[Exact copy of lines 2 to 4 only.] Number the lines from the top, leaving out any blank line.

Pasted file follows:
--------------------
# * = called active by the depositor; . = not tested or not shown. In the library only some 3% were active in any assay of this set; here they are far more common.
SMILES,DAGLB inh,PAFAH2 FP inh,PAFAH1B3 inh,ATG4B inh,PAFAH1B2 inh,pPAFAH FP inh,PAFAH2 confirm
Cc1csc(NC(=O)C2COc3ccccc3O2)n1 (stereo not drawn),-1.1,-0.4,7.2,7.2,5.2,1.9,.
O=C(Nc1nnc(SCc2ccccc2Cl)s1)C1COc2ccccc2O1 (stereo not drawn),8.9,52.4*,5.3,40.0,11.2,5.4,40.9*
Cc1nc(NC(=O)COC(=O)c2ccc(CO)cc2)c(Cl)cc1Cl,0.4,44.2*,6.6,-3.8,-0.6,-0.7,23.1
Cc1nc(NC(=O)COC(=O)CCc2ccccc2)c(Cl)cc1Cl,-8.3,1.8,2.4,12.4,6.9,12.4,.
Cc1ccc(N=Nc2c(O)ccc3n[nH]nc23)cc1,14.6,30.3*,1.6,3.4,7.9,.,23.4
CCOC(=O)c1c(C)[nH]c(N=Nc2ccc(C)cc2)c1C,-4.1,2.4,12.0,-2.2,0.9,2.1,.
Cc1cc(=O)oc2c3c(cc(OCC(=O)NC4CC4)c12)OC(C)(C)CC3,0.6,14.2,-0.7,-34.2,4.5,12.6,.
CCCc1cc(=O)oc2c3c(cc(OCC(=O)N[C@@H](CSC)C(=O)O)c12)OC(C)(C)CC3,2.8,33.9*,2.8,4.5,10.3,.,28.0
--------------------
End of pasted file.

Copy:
SMILES,DAGLB inh,PAFAH2 FP inh,PAFAH1B3 inh,ATG4B inh,PAFAH1B2 inh,pPAFAH FP inh,PAFAH2 confirm
Cc1csc(NC(=O)C2COc3ccccc3O2)n1 (stereo not drawn),-1.1,-0.4,7.2,7.2,5.2,1.9,.
O=C(Nc1nnc(SCc2ccccc2Cl)s1)C1COc2ccccc2O1 (stereo not drawn),8.9,52.4*,5.3,40.0,11.2,5.4,40.9*